The Sea Change on Crypto-Regulation

In the last few weeks there has been a sea change in crypto regulation:

1. Bitcoin spot ETFs were approved–reluctantly, after a 3-judge Federal Appeals court ruled unanimously that the SEC had acted arbitrarily and capriciously–but nevertheless opening Bitcoin holdings to institutional investors. Case in point, The State of Wisconsin bought Bitcoin ETFs for its pension fund.

2. In a very unusual move, SAB 121, was overturned by the House and then, even more surprisingly, overturned by the Senate including the votes of many Democrats. < href=”″>SAB 121 is an SEC staff accounting bulletin (not law but guidance) that said to banks if you hold crypto for your customers, i.e. a custody service, you must account for it on your balance sheet. This guidance does not apply to custody of any other asset. Essentially, SAB 121 made it prohibitive for banks to offer custody services for crypto because that service would then impact all kinds of risk and asset regulations on the bank. Aside from singling out crypto, the SEC is not a regulator of banks so this seemed like a regulatory overreach.

President Biden said he will veto but that is no longer certain. It wasn’t just crypto lobbying against SAB 121 but traditional banks. The banks point to the approval of Bitcoin ETFs saying, quite logically, why can’t we custody these ETFs the way we do every other ETF? Senate Majority leader Chuck Schumer, D-N.Y., sometimes called Wall Street’s man in Washington, voted in favor of nullifying SAB 121. Schumer can read the room.

3. The House voted to ban the Fed from establishing a Central Bank Digital Currency (CBDC).

4. The House approved a wide-ranging bill to (finally!) establish regulations for digital assets markets. The vote was 279-136 in favor with many Democrats crossing party lines to support it.

5. After saying nothing for months, usually a bad sign, the SEC approved Ethereum spot ETFs. On the surface, this might have seemed logically inevitable given the approval of Bitcoin spot ETFs but many people thought the SEC would do everything it could to find daylight between Bitcoin and ETH. Instead, it tacitly acknowledged that ETH is a commodity and not a security.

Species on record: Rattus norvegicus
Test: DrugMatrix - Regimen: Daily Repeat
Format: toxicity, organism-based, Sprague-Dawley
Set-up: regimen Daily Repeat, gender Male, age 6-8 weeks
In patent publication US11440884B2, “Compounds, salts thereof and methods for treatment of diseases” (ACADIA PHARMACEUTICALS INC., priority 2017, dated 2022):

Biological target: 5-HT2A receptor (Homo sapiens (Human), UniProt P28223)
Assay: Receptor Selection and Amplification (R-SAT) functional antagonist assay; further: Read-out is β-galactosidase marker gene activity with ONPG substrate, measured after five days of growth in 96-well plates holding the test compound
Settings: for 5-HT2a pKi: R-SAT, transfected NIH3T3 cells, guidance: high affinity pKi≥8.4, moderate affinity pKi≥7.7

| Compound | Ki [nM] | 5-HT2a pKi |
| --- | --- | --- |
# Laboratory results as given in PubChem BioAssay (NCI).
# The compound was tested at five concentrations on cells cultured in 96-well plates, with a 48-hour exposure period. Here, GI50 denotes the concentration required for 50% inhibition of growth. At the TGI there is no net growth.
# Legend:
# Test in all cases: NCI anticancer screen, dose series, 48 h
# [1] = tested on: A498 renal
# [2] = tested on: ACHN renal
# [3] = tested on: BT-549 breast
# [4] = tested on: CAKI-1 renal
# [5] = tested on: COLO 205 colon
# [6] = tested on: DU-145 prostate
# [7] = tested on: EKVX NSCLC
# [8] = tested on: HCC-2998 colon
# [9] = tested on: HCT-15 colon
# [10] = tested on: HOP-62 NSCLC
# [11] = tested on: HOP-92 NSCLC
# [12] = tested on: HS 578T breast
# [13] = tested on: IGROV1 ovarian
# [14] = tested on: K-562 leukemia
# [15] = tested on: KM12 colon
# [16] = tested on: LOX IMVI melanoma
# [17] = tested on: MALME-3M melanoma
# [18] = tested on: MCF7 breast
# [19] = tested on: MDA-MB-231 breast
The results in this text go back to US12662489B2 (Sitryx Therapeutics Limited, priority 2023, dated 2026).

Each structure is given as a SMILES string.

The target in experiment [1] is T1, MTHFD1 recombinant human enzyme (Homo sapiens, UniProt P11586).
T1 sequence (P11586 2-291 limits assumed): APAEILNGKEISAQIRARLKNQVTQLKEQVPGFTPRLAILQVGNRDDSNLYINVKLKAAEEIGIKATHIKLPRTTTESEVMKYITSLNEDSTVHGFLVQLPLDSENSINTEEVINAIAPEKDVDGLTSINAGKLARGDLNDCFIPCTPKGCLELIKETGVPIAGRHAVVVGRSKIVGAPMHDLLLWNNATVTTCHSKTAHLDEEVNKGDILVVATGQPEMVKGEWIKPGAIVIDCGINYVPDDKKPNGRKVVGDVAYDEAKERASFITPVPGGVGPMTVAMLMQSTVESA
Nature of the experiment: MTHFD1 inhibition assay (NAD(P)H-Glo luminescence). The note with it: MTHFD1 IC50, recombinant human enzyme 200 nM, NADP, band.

Why is this happening? I see three main factors at play. First, crypto is becoming integrated with traditional finance. As the big banks get involved, the politics around crypto are shifting. Second, crypto is becoming normalized. Ironically, the prosecution of Sam Bankman-Fried, Changpeng Zhao and manipulators like Avraham Eisenberg may have convinced some U.S. regulators that crypto doesn’t have to be destroyed, it can be tamed. Nakamoto might not be pleased but realistically this was the only option to move forward. Eventually, everyone wants to pay their mortgage. Third, Trump’s strong endorsement of crypto has alarmed the Biden administration. Most political issues are firmly divided along party lines, but crypto remains an open issue. With millions of crypto owners in the United States, a significant number are highly motivated to vote their wallets. Biden doesn’t want to give the crypto issue to Trump.

None of this means we are entering crypto Nirvana but as far as regulation is concerned a lot has changed in just a matter of weeks.

Full Disclosure: I am an advisor to several firms in the crypto space including MultiversX, Bluechip and 0L.



Add Comment